Last summer I gave birth to a perfectly healthy baby boy, despite being 6 weeks premature.
He was 6 lbs 10 oz and beautiful. The NICU nurses all believed that my doctors had gotten my due date wrong, and I thought so too, until it was time for him to eat.
Whenever I tried to feed him, he would look at me like, “What is this? I shouldn't have to work for my food; I want to go back to sleep, whatever…Zzzzzzzzz.”
My doctors, nurses, consultants, family members, and friends all had advice and tried to help. We tried spoons, bottles, syringes, tubes, guards, etc, but all he wanted to do was sleep.
They finally sent me home with about seven pages of “to-do’s” including countless appointments and weight checks. So you can imagine at the end of just a couple of days, I was exhausted, miserable, and fed up.
I pleaded with God to make him eat;
I pleaded with God to help him gain weight;
I pleaded to God… for fat rolls.
One night, as my whit’s end quickly approached, I looked at my husband in tears and cried, “I know what is best for him; I know what is best for me: I know what is best for our family, but I cannot make him eat.”
My husband, in all of his wisdom and love, told me something I would never forget:
“You I just learned what most moms take a lifetime to understand.”
We all know what is best for our children. We know what they should eat, when they should sleep, and what friends they should hang out with, but the problem is that we cannot always force them to do what is best. Sometimes they have to learn to do things on their own-- on their own time, and unfortunately, we must sit patiently on pins and needles, waiting for them to figure it out.
“We can lead a horse to water, but we can not make him drink.”
The old adage is ultimately true. It is a farmer’s job to take the horse to the water, and the horse’s choice to drink or not. But whoever said that’s the end of it? The farmer can’t just give up…right?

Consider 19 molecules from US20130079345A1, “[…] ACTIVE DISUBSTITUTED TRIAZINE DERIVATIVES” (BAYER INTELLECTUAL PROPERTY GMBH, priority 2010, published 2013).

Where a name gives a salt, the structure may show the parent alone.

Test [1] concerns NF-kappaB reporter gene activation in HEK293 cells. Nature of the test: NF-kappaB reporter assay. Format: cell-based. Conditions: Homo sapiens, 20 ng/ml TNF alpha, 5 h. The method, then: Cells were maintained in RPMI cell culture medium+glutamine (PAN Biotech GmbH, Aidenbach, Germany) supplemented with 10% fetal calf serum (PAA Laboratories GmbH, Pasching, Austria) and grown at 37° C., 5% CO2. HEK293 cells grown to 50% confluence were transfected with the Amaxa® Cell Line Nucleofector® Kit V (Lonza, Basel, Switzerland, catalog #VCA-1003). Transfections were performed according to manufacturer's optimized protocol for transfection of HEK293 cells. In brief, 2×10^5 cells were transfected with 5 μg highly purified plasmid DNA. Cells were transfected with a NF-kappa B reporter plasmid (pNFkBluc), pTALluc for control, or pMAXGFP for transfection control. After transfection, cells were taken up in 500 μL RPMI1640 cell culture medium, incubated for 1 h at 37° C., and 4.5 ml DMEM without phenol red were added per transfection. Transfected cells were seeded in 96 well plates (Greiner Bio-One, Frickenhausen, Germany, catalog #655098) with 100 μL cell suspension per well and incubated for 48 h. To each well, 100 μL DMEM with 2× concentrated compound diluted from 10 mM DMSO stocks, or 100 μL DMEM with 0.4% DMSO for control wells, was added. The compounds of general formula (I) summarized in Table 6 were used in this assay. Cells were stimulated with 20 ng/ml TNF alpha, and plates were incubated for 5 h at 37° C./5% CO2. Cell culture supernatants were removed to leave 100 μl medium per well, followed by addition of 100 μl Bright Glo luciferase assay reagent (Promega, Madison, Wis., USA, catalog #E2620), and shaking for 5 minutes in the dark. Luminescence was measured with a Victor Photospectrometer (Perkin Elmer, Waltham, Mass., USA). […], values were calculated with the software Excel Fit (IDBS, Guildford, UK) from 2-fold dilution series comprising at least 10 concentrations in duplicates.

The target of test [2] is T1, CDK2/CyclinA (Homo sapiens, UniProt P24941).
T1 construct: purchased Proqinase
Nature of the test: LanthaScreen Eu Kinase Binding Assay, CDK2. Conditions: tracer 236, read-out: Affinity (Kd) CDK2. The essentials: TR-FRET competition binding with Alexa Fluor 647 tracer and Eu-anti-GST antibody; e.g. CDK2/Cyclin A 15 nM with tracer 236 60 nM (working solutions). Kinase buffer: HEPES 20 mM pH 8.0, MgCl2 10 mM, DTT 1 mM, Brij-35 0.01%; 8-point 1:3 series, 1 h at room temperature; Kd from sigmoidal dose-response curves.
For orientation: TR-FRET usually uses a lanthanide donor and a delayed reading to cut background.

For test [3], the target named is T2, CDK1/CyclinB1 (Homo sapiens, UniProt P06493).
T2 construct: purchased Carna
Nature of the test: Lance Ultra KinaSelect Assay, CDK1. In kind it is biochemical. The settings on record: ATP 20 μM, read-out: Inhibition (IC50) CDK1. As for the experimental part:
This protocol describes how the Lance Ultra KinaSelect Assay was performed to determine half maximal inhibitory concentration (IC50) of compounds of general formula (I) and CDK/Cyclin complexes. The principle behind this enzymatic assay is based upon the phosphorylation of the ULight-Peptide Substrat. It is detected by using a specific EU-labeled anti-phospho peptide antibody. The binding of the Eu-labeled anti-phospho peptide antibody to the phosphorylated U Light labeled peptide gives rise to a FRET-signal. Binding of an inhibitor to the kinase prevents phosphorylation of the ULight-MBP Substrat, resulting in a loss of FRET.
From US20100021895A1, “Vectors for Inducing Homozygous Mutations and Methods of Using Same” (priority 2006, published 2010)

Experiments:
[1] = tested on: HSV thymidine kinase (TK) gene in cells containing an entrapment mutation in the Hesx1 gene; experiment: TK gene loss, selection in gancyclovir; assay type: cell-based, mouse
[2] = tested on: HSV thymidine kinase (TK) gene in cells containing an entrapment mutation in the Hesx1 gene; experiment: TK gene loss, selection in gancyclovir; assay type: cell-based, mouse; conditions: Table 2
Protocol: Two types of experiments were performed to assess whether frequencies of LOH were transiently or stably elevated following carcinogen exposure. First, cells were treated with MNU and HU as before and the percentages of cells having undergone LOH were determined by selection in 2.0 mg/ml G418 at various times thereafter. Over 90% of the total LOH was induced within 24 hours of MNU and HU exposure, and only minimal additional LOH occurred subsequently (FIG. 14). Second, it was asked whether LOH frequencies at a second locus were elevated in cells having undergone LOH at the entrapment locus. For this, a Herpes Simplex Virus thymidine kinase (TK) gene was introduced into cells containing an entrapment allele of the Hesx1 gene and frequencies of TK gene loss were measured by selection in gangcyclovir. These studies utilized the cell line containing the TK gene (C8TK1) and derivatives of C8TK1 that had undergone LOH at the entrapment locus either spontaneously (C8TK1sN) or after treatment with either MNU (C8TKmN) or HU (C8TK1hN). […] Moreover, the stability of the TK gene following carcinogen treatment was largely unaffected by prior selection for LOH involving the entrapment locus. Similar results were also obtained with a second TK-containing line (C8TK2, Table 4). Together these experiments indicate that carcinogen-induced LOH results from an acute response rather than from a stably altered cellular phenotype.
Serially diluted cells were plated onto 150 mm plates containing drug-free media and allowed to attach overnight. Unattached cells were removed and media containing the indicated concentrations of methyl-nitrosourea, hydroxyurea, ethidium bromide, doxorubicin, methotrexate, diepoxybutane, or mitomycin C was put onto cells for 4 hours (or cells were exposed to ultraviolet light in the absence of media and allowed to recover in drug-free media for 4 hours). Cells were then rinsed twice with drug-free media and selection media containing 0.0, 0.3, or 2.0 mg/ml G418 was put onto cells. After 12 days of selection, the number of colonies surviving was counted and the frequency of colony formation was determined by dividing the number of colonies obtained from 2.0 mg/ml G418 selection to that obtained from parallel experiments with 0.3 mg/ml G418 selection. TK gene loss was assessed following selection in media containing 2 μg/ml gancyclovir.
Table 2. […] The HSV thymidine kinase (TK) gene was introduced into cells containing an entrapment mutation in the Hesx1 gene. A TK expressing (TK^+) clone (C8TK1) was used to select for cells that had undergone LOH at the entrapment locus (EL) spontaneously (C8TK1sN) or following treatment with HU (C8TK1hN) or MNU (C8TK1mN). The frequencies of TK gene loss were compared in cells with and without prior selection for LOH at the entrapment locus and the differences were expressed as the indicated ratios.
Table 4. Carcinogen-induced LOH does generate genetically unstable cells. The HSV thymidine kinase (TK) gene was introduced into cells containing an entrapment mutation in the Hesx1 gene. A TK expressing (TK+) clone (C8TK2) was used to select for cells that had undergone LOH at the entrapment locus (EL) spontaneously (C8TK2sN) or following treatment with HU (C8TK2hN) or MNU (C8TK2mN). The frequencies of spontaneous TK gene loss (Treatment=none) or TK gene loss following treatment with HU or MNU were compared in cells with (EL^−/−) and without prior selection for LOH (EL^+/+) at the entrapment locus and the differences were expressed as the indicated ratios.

Parenthood is a game of endurance and perseverance. It is still our responsibility to guide them to the truth even though we cannot force them to adhere to it.
Patience is a virtue not easily obtained, but the reward far outweighs the cost of all those uncomfortable pins and needles. They will “buck” you every step of the way, but take heart my friends; you are not alone.
Don't lose hope. Be encouraged that the God of the universe cares and listens when you are frustrated and tired. He hears you when you are crying in the middle of the night; he listens when you are pleading with your children. He will comfort you while you wait for your children to “get it.”
He will give you the strength to continue leading your child to better decisions, and he can also help them to “drink” in your advice, love, and guidance.
Word of the Day
"Rejoice in hope, be patient in tribulation, be constant in prayer." Romans 12:12
Lord, let us feel your presence when we feel ignored. Let us have your strength when we grow weary of repeating ourselves. Give us peace when it takes time for things to change. Let us be grateful when our voices are finally heard. Thank you for your everlasting patience with us, we know that you constantly pursue and love us in the same manner with your grace and mercy. Thank you for being our patient and understanding heavenly Father. In Jesus’ name, Amen.
Author: Jess Ledwell